Yes, that’s right. Herewith I set off on my quest to ride Ned Hayes’s coattails to fame and fortune.
It is fascinating, because instead of sticking to the "straight" family dramas that fill many of his other books like Return to Freedom and Reunion at the Wetside, Clayton adds the perspective of David Lawrence, and erstwhile film star who is back in the bayou country for a season. His experience outside of Mississippi is a telling contrast, and also an aspirational world that many strive for there.
David's life and family history in the country is the backdrop for a story of family ties that strain to breaking, small town corruption, racial tensions that are (pretty overtly) expressed, and a variety of clever observations about the culture and families of the Mississippi bayou country. In the end, I felt like I'd spent a season myself in that humid territory.
The story itself reminds me of a classic "This American Life" episode, where another movie star -- a real one -- comes to a small town and interesting things happen. The small town where this actor went in real life is nowhere near as interesting as Clayton's imaginary one, but the stories seem complementary. Here's a link to the This American Life episode #173: Three Kinds of Deception.\
Clayton adroitly portrays the inner thoughts of central characters Bitsey and Malcolm, and I especially liked his treatment of the poor yet wise middle-aged mother Bitsey. It's not easy for a male author to pull off a female character with this level of insight, and I credit Clayton's long marriage for giving him some of this insight.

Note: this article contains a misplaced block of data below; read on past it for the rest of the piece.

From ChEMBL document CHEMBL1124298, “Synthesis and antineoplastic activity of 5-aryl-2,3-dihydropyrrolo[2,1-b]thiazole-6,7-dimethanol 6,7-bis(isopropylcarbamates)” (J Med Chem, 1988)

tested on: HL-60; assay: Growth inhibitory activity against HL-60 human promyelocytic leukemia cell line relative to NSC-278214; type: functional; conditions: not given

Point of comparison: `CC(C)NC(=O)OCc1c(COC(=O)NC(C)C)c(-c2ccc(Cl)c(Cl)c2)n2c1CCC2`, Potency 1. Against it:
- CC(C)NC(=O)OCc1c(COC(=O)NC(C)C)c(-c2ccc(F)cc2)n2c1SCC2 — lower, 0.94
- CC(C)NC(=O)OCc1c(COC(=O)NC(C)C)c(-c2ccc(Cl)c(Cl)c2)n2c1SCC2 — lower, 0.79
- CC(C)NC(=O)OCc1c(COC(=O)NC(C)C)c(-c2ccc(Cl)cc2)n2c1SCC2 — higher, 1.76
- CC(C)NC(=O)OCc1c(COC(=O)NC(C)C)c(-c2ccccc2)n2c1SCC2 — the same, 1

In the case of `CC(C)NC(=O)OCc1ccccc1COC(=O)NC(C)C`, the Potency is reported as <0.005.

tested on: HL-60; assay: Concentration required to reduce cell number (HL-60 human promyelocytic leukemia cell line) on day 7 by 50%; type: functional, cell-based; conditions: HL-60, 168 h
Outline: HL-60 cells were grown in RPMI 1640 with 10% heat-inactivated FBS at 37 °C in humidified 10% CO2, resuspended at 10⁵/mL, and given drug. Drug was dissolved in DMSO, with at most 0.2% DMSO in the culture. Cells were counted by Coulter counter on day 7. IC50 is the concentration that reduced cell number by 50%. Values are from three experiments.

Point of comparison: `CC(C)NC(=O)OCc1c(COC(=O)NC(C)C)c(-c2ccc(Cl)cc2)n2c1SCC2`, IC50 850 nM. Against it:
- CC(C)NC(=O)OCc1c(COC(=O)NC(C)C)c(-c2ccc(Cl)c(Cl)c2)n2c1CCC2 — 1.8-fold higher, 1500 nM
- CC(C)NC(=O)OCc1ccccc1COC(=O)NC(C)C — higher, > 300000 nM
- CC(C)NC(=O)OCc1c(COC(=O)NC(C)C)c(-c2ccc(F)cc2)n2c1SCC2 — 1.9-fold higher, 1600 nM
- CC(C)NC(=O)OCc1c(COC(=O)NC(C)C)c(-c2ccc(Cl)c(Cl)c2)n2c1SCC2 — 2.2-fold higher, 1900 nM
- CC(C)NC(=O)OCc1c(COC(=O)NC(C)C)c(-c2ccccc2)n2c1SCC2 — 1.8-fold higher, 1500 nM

The treatment of Malcolm is equally satisfying, although I found the way Justin (their son) dies to be less dramatic than it should have been: in fact, I almost missed the death, and had to go back to find it. In the end, this death reverberates in interesting ways through the novel, and only the initial moment threw me.
Clayton's treatment of Sonny Staples and Beulah Booker Taylor is a little less satisfying for me, especially since Beulah's orientation and her struggle with it is obvious to the reader far before Beulah herself owns up.
However, Clayton wraps up the complicated threads of the various stories with a sure hand. Clayton has mastered the task of getting inside his characters' heads: "Return to Freedom" could use a bit more plot momentum, and structural editing to hone the tale to a tighter storyline, but overall it is a very satisfying read.
Grounded in Clayton's familiar world of Freedom, Mississippi, Clayton's latest novel sparkles with finely observed insight, sharp wit and complicated relationships.
Clayton has a gift for writing funny scenes, interesting quirky characters and realistic dialogue. I enjoyed this book quite a bit.